Charles-Barclay and Knibb should be ahead of the rest of the field. In the event Knibb hasn’t been able to swim away from the chase group, she might drag others with her to the front. The question then becomes: Who is willing to take the risk of maybe riding a bit too hard? The lead group is where the winner of the race should be determined, and Knibb should be the strongest bike rider in the field. She should ride away from the chase group and up to Charles-Barclay, but she will also need to create a gap before T2 if she wants to win the race.

Behind the leaders, there is probably going to be a chase group with Findlay, Lawrence and Duffy, roughly two to three minutes back after things settle down. A few other strong swimmers, such as Ellie Salthouse or Imogen Simmonds, will want to have a gap to the stronger runners behind them. Therefore, they may try to stay as long as possible in the chase group.

The strong runners such as Pallant-Braone or Hering are likely about eight minutes behind the leaders in T2, about four to five minutes behind the chase group. Again, you’ll probably need the tracker to determine if Jewett is able to stay somewhere close to Pallant-Browne or Hering, or if she’s losing too much time to be a factor in the run.

The Run

70.3 World Championship St. George Run
(Photo: Nils Nilsen)

Last year, Charles-Barclay had a commanding five-minute lead in T2 – how many athletes will still be within striking distance this year?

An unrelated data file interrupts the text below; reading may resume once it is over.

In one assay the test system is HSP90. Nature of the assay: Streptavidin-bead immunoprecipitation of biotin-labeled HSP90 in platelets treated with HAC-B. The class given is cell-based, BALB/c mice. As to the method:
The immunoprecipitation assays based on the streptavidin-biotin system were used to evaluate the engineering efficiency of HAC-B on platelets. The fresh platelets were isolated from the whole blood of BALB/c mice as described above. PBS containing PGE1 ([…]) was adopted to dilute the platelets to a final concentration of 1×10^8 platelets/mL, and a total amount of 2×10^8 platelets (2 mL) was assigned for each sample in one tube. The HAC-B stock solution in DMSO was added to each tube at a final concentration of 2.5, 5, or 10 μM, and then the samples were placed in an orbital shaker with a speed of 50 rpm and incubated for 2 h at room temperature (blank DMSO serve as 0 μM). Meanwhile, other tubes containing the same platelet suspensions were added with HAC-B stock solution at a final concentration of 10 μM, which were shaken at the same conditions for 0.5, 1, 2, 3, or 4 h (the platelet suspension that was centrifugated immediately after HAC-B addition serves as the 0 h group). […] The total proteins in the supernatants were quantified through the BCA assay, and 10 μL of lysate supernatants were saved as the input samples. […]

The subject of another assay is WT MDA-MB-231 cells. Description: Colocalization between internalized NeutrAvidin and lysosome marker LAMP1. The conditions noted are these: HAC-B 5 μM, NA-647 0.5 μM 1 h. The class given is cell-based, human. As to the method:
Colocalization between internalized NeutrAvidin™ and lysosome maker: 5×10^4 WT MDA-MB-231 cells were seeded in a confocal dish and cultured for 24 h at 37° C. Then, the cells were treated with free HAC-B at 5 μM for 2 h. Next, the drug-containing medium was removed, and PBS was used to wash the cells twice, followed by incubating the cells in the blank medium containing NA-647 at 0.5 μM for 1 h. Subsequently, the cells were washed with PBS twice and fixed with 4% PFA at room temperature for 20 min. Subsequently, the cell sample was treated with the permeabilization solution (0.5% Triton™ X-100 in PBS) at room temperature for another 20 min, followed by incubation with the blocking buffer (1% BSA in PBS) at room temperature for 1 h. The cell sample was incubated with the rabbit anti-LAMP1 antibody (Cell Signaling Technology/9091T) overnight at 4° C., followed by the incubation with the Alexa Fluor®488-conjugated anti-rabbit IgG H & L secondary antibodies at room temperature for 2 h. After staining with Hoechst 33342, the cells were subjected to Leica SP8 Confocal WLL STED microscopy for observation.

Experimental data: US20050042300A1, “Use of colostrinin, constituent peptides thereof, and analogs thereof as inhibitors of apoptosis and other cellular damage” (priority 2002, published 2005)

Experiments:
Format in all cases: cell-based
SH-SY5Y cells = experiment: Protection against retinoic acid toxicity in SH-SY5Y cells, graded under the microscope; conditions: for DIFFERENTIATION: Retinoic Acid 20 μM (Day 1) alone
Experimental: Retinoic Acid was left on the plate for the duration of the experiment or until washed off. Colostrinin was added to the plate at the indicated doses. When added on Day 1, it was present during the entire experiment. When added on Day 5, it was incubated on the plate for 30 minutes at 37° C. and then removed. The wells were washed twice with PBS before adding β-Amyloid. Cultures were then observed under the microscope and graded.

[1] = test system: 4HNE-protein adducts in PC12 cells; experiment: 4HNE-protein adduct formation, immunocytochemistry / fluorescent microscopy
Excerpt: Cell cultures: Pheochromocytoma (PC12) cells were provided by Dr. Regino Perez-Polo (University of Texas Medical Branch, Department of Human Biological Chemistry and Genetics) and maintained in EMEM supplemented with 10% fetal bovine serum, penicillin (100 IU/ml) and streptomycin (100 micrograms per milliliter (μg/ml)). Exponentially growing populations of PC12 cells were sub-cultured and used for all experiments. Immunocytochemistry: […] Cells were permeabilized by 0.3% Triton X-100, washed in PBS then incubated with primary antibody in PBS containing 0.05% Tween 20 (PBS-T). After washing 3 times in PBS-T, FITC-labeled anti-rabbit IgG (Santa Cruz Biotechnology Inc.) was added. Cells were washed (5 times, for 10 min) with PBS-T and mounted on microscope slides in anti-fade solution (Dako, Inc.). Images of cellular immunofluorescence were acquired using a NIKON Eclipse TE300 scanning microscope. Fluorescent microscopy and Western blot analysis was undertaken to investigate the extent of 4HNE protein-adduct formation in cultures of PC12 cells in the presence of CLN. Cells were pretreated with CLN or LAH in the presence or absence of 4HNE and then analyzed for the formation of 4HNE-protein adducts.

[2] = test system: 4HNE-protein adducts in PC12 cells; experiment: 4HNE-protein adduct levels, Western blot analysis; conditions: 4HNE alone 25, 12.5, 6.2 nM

On paper, the defending champ should be the better runner than Knibb. Dallas may not have been Knibb’s best run, and she may not have given 100% after she was caught by Ashleigh Gentle. But Charles-Barclay also put 1:43 into her in the 18k Dallas run. At the 2021 70.3 Worlds, Charles-Barclay was more than 3 minutes faster than Knibb. But is Charles-Barclay going to run as well this year, only three weeks after Kona?

The chasers, Findlay and Lawrence, are unlikely to run faster than both Charles-Barclay and Knibb. We also haven’t seen a great 70.3 from Duffy – maybe she can step it up in St. George? Anyone else who may have stayed with them on the bike, such as Ellie or Imogen, is probably going to fall back in on the run.

On a good run day, Pallant-Browne and Hering might be able to put time into the leaders – but it’s unlikely to be by more than a minute, so they need to be close to the front in T2. If they are less than two minutes behind Findlay and Lawrence, one of them could be able to run onto the podium.

The fastest run split of the day is likely to come from Jewett – but what will that mean for her overall result? She’s able to make up five minutes to most of the chase group athletes and could move up from around 25th place in T2 into the Top 10 at the finish line.

ABOUT THE AUTHOR: Thorsten Radde runs and is one of the top experts in the sport for analyzing triathlon finishes and results.